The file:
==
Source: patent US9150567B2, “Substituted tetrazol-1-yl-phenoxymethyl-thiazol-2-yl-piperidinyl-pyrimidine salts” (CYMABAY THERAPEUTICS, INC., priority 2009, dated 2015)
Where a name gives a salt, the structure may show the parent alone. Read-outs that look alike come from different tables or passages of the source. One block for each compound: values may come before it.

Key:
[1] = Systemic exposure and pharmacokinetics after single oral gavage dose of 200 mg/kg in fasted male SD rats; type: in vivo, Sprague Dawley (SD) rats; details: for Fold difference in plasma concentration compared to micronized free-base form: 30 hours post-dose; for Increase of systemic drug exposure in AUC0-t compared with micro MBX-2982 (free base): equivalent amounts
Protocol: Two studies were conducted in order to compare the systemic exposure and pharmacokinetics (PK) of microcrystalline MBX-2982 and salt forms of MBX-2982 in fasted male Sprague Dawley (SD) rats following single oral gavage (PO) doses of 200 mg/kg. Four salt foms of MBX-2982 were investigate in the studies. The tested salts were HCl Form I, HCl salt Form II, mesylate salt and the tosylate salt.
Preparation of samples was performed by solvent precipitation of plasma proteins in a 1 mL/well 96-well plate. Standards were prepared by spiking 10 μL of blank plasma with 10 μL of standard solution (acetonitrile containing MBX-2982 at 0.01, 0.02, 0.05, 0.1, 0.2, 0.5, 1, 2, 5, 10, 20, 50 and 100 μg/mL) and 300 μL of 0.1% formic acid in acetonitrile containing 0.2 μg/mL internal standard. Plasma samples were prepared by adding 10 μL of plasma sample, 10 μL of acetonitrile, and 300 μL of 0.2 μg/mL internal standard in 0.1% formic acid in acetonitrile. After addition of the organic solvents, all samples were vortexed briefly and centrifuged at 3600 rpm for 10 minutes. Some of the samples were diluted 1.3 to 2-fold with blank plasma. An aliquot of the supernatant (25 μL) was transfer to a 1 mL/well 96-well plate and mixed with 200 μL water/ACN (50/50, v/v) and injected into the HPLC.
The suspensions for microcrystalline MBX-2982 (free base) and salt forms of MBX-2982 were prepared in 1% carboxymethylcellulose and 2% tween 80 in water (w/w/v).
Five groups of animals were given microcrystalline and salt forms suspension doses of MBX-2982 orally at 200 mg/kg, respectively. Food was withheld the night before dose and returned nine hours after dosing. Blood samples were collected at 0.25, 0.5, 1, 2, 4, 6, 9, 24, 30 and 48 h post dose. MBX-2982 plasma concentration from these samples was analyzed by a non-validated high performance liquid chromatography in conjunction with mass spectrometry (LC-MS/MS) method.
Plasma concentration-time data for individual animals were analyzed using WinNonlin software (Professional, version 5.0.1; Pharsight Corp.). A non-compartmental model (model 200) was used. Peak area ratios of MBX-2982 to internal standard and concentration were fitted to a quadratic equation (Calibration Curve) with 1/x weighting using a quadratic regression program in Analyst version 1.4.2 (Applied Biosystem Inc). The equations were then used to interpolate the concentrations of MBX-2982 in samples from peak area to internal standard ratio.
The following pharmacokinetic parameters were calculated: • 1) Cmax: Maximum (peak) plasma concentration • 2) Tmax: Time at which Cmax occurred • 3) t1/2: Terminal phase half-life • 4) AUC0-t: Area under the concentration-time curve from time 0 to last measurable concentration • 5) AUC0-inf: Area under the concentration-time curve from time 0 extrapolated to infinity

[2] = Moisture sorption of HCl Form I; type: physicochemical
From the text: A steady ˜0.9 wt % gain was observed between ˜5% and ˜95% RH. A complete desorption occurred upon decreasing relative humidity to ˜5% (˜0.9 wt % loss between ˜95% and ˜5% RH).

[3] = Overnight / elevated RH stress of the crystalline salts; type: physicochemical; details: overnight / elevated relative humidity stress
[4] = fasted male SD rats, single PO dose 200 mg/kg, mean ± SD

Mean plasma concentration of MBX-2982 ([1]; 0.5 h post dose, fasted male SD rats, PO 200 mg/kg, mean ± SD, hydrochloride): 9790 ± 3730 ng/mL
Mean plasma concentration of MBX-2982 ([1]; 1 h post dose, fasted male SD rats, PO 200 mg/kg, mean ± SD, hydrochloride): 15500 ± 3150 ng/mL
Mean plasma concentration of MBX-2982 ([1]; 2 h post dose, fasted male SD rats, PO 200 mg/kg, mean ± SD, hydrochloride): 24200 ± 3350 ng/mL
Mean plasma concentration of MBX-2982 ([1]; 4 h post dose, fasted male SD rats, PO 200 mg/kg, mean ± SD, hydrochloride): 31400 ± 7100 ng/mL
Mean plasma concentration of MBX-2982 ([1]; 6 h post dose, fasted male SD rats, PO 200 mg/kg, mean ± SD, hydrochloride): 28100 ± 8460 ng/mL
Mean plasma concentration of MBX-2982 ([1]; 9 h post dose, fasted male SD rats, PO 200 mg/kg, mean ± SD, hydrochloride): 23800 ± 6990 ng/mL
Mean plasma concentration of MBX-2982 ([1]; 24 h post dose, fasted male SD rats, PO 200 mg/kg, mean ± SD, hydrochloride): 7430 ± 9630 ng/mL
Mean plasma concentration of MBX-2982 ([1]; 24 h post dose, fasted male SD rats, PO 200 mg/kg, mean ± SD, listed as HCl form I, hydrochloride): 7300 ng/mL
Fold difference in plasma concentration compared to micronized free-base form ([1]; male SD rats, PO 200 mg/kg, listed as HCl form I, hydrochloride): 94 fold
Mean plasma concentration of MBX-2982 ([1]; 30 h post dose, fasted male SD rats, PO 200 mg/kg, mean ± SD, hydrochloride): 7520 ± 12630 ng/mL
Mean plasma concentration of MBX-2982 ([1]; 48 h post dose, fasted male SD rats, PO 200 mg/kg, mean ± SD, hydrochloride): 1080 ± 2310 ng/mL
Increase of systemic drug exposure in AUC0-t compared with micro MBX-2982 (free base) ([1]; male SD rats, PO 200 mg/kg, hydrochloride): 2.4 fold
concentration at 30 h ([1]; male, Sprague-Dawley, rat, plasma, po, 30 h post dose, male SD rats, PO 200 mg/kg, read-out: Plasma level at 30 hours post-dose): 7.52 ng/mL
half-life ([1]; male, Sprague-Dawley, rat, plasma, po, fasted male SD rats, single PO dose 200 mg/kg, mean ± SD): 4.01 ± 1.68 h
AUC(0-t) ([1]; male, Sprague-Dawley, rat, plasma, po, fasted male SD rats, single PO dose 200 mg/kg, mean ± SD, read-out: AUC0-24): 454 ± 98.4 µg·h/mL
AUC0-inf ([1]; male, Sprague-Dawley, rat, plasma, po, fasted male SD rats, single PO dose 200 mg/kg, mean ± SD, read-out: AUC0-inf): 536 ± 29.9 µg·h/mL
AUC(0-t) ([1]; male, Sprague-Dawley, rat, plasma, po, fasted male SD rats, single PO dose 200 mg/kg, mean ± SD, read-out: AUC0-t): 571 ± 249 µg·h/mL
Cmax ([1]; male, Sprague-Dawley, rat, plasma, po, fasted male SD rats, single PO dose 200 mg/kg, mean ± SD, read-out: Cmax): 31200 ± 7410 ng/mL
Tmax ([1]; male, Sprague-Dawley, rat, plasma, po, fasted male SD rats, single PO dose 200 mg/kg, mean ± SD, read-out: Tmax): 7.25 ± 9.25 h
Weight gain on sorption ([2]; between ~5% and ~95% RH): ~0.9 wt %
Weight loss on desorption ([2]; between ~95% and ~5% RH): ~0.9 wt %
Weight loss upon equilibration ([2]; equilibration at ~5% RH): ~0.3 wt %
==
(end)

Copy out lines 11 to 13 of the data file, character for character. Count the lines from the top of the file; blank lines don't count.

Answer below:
[2] = Moisture sorption of HCl Form I; type: physicochemical
From the text: A steady ˜0.9 wt % gain was observed between ˜5% and ˜95% RH. A complete desorption occurred upon decreasing relative humidity to ˜5% (˜0.9 wt % loss between ˜95% and ˜5% RH).

[3] = Overnight / elevated RH stress of the crystalline salts; type: physicochemical; details: overnight / elevated relative humidity stress